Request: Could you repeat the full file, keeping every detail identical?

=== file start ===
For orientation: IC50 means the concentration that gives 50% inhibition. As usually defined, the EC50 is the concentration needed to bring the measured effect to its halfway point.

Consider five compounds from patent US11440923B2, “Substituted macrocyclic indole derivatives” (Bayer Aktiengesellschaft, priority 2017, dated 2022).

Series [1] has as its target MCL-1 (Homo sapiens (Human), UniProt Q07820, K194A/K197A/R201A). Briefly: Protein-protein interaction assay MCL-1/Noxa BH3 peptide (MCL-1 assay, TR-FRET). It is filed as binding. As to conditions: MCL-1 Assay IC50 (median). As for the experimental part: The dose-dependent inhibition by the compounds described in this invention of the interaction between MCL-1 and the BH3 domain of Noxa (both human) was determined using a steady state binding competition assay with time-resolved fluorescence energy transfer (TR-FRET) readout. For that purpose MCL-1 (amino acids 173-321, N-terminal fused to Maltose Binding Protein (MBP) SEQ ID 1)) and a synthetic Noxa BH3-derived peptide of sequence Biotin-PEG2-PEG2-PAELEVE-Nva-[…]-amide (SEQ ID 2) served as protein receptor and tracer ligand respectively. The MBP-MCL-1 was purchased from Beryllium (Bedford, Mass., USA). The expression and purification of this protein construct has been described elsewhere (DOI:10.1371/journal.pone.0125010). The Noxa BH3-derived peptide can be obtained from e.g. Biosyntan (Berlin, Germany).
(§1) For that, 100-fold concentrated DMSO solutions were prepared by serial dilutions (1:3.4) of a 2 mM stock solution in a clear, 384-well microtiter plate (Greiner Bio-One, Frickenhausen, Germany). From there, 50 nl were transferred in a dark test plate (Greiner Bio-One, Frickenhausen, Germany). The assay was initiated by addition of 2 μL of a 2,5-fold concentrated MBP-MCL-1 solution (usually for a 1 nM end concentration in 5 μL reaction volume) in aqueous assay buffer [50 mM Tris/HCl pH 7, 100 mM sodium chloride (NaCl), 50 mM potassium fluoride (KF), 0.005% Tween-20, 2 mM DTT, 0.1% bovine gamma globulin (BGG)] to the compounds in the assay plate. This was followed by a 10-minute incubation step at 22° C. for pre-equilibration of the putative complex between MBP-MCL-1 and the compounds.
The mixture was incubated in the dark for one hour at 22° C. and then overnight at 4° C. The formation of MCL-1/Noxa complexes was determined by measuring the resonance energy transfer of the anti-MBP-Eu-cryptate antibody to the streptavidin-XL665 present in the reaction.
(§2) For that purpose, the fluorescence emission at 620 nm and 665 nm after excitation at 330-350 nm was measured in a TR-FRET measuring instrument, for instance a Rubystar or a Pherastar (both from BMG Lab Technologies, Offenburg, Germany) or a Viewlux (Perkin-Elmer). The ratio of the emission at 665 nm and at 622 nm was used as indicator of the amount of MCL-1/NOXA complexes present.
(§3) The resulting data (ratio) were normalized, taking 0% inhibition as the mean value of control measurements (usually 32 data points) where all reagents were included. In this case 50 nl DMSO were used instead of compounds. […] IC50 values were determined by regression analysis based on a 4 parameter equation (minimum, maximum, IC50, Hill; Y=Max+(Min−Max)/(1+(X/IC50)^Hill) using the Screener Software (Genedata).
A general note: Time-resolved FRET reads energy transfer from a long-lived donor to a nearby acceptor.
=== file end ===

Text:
For orientation: IC50 means the concentration that gives 50% inhibition. As usually defined, the EC50 is the concentration needed to bring the measured effect to its halfway point.

Consider five compounds from patent US11440923B2, “Substituted macrocyclic indole derivatives” (Bayer Aktiengesellschaft, priority 2017, dated 2022).

Series [1] has as its target MCL-1 (Homo sapiens (Human), UniProt Q07820, K194A/K197A/R201A). Briefly: Protein-protein interaction assay MCL-1/Noxa BH3 peptide (MCL-1 assay, TR-FRET). It is filed as binding. As to conditions: MCL-1 Assay IC50 (median). As for the experimental part: The dose-dependent inhibition by the compounds described in this invention of the interaction between MCL-1 and the BH3 domain of Noxa (both human) was determined using a steady state binding competition assay with time-resolved fluorescence energy transfer (TR-FRET) readout. For that purpose MCL-1 (amino acids 173-321, N-terminal fused to Maltose Binding Protein (MBP) SEQ ID 1)) and a synthetic Noxa BH3-derived peptide of sequence Biotin-PEG2-PEG2-PAELEVE-Nva-[…]-amide (SEQ ID 2) served as protein receptor and tracer ligand respectively. The MBP-MCL-1 was purchased from Beryllium (Bedford, Mass., USA). The expression and purification of this protein construct has been described elsewhere (DOI:10.1371/journal.pone.0125010). The Noxa BH3-derived peptide can be obtained from e.g. Biosyntan (Berlin, Germany).
(§1) For that, 100-fold concentrated DMSO solutions were prepared by serial dilutions (1:3.4) of a 2 mM stock solution in a clear, 384-well microtiter plate (Greiner Bio-One, Frickenhausen, Germany). From there, 50 nl were transferred in a dark test plate (Greiner Bio-One, Frickenhausen, Germany). The assay was initiated by addition of 2 μL of a 2,5-fold concentrated MBP-MCL-1 solution (usually for a 1 nM end concentration in 5 μL reaction volume) in aqueous assay buffer [50 mM Tris/HCl pH 7, 100 mM sodium chloride (NaCl), 50 mM potassium fluoride (KF), 0.005% Tween-20, 2 mM DTT, 0.1% bovine gamma globulin (BGG)] to the compounds in the assay plate. This was followed by a 10-minute incubation step at 22° C. for pre-equilibration of the putative complex between MBP-MCL-1 and the compounds.
The mixture was incubated in the dark for one hour at 22° C. and then overnight at 4° C. The formation of MCL-1/Noxa complexes was determined by measuring the resonance energy transfer of the anti-MBP-Eu-cryptate antibody to the streptavidin-XL665 present in the reaction.
(§2) For that purpose, the fluorescence emission at 620 nm and 665 nm after excitation at 330-350 nm was measured in a TR-FRET measuring instrument, for instance a Rubystar or a Pherastar (both from BMG Lab Technologies, Offenburg, Germany) or a Viewlux (Perkin-Elmer). The ratio of the emission at 665 nm and at 622 nm was used as indicator of the amount of MCL-1/NOXA complexes present.
(§3) The resulting data (ratio) were normalized, taking 0% inhibition as the mean value of control measurements (usually 32 data points) where all reagents were included. In this case 50 nl DMSO were used instead of compounds. […] IC50 values were determined by regression analysis based on a 4 parameter equation (minimum, maximum, IC50, Hill; Y=Max+(Min−Max)/(1+(X/IC50)^Hill) using the Screener Software (Genedata).
A general note: Time-resolved FRET reads energy transfer from a long-lived donor to a nearby acceptor.